Similar to the number of emails you should include in your campaign, when it comes to email length there are also no hard and fast rules. Generally, shorter messages are seen as better, especially when you’re trying to keep a distracted reader’s attention. 

Of course, there are always exceptions, as long messages may be necessary and appreciated for important topics, such as a rebranding announcement or a new partnership. The best rule of thumb is to make each email as long as it needs to be to serve its purpose, and not one word longer. 

You should also tailor your campaigns based on what you know about your audience. For example, if someone signed up to download your “effective CEO” checklist, you can send them messages that refer to the challenges faced by the C-suite. Alternatively, you could send personalized recommendations based on their previous purchases. 

Finally, each message should contain a clear call to action (CTA) showing the recipient what they need to do next. A lead should never be left confused by your message. This might be as simple as replying to say hi, clicking a link to download valuable content, or using a code to get a discount.

6. Start your campaign

With a plan in place and all your messages written up, you’re ready to get started. 

In Mailigen, it’s easy to set up an automated sequence. Select which kind of trigger you want to use to start your drip email campaign, confirm settings (such as sender details), then create a workflow with the messages you’ve just written.

7. Analyze and optimize

At the end of your drip email marketing campaign, check the primary metrics to see if you achieved your objectives. Don’t get too distracted by vanity metrics or those that are secondary to your main goals. For example, if your primary goal was to see conversions increase and you were successful, you shouldn’t be unduly concerned if unsubscribes went up as well.

What if the email metrics are low and you didn’t hit your goal? It’s likely you can improve performance with a few small tweaks. For emails, poor open rates can often be resolved with small changes to the sender name, subject line and email preheader or message preview. CTR and reply rates can also be improved with clearer and more relevant messaging.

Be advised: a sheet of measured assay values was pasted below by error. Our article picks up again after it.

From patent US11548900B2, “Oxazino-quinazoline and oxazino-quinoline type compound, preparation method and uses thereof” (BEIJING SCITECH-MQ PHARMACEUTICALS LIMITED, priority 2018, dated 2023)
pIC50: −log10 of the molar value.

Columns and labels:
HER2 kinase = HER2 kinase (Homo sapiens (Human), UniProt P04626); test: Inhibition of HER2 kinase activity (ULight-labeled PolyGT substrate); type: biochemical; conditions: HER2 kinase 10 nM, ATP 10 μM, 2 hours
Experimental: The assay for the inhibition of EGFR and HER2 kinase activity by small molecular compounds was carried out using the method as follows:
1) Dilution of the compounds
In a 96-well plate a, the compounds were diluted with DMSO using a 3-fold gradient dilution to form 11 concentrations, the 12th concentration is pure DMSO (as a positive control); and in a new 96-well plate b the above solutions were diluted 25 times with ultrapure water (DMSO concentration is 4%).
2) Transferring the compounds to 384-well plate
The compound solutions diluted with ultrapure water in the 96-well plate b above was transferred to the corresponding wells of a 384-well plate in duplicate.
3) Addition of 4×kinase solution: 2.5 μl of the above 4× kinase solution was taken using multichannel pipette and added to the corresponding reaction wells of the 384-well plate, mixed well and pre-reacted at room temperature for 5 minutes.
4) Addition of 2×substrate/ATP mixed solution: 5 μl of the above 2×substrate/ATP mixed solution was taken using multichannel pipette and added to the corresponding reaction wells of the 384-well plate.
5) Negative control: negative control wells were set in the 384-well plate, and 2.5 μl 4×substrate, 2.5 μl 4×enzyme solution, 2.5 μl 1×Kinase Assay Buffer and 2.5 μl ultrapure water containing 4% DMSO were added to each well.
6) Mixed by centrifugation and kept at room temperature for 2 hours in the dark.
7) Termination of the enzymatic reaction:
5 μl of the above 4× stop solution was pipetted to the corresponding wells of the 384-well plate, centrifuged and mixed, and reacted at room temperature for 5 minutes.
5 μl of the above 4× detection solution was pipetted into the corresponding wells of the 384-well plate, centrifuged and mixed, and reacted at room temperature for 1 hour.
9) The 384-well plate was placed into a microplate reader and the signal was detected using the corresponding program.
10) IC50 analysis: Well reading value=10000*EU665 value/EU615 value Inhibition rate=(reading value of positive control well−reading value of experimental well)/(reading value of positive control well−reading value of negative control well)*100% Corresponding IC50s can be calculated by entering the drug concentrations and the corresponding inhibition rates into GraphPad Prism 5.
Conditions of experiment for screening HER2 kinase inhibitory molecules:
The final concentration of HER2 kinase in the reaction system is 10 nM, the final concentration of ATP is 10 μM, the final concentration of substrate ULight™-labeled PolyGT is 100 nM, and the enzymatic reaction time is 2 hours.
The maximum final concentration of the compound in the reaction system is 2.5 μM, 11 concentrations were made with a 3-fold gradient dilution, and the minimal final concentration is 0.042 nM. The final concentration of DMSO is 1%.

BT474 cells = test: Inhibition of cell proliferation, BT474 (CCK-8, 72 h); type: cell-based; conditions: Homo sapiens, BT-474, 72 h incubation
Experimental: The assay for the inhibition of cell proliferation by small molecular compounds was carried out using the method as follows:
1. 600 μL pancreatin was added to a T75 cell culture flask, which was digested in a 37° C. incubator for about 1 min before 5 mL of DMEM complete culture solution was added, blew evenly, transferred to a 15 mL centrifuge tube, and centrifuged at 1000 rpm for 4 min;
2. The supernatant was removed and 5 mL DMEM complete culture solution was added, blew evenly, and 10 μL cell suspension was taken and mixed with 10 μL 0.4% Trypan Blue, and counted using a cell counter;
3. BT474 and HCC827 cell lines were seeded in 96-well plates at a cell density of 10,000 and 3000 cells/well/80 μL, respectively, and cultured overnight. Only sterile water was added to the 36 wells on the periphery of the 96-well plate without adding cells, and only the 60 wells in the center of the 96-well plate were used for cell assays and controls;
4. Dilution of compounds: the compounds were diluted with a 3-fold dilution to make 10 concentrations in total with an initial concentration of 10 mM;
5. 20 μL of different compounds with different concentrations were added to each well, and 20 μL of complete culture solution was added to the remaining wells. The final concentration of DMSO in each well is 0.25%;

Even after you’ve generated and qualified your lead, bear in mind that nurturing them takes time. Just as you can’t plant a seed and expect a beautiful flower by the next day, you won’t immediately see results. 

If you’re not seeing any positive results after enough time has gone past (such as beyond the typical sales cycle length for your business), you might have to revisit your plan. Do your messages match up with your customers’ unique situation? Have you got the balance right between educating and selling? Are you sending too many messages? Not enough? 

Adjust, retest, reanalyze and enhance. Repeat this sequence frequently to refine your campaign and achieve or surpass your targets.

Keep in mind that even if you do create the most effective campaign possible, you may still need to adjust it in light of local and world issues. Anyone who was using automated email sequences before the COVID-19 pandemic knows the importance of adjusting messaging to speak to the current climate. Be aware of any changes that may affect your prospects and keep testing with new variations.

Email drip campaign examples

A thoughtful set of targeted emails can significantly improve or enhance a customer or leads experience with your business. Now let’s look at several examples of drip campaign sequences that can help you drive up customer engagement and nurture leads. 

1. Lead nurturing

Drip marketing campaigns are fundamentally about nurturing leads. 

Very few leads will be ready to purchase the instant they land on your website, especially if you’re selling high-ticket items. They may show some interest in your product or service by downloading an ebook or clicking into a product, but often aren’t quite ready to buy yet.

Rather than hoping they’ll come back when they are in fact ready, adding them to a lead nurture sequence can be a great way of keeping their attention and ensuring you’re top of mind during their decision-making process.